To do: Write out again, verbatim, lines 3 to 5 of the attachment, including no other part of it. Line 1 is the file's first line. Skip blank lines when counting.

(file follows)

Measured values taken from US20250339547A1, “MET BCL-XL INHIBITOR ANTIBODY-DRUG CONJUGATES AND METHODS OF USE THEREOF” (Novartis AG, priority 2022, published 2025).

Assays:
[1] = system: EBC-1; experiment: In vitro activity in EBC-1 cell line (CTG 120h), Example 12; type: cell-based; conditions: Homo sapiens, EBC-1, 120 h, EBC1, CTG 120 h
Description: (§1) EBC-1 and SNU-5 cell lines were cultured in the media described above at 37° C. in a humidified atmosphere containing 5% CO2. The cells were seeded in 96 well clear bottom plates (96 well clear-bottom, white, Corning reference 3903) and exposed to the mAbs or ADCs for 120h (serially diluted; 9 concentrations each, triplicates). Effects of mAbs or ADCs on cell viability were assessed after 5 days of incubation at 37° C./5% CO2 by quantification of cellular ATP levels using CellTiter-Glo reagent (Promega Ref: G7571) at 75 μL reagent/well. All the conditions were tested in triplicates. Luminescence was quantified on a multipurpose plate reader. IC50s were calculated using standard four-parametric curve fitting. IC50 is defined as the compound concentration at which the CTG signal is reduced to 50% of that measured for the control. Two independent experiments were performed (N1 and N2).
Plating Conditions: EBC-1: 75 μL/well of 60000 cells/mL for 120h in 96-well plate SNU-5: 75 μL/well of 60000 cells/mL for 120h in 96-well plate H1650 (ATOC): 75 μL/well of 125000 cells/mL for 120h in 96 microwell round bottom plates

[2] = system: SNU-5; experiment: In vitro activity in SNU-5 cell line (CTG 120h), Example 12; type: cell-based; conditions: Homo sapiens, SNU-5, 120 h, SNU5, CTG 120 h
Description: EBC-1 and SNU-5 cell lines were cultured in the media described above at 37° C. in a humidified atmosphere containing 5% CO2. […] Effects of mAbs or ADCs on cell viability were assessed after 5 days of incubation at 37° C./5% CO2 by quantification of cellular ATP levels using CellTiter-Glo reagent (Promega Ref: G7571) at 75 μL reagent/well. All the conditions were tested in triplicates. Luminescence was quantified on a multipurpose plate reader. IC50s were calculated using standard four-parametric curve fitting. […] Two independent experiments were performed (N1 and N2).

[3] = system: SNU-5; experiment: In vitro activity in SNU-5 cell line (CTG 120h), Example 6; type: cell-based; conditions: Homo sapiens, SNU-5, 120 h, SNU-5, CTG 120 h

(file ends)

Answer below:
[1] = system: EBC-1; experiment: In vitro activity in EBC-1 cell line (CTG 120h), Example 12; type: cell-based; conditions: Homo sapiens, EBC-1, 120 h, EBC1, CTG 120 h
Description: (§1) EBC-1 and SNU-5 cell lines were cultured in the media described above at 37° C. in a humidified atmosphere containing 5% CO2. The cells were seeded in 96 well clear bottom plates (96 well clear-bottom, white, Corning reference 3903) and exposed to the mAbs or ADCs for 120h (serially diluted; 9 concentrations each, triplicates). Effects of mAbs or ADCs on cell viability were assessed after 5 days of incubation at 37° C./5% CO2 by quantification of cellular ATP levels using CellTiter-Glo reagent (Promega Ref: G7571) at 75 μL reagent/well. All the conditions were tested in triplicates. Luminescence was quantified on a multipurpose plate reader. IC50s were calculated using standard four-parametric curve fitting. IC50 is defined as the compound concentration at which the CTG signal is reduced to 50% of that measured for the control. Two independent experiments were performed (N1 and N2).
Plating Conditions: EBC-1: 75 μL/well of 60000 cells/mL for 120h in 96-well plate SNU-5: 75 μL/well of 60000 cells/mL for 120h in 96-well plate H1650 (ATOC): 75 μL/well of 125000 cells/mL for 120h in 96 microwell round bottom plates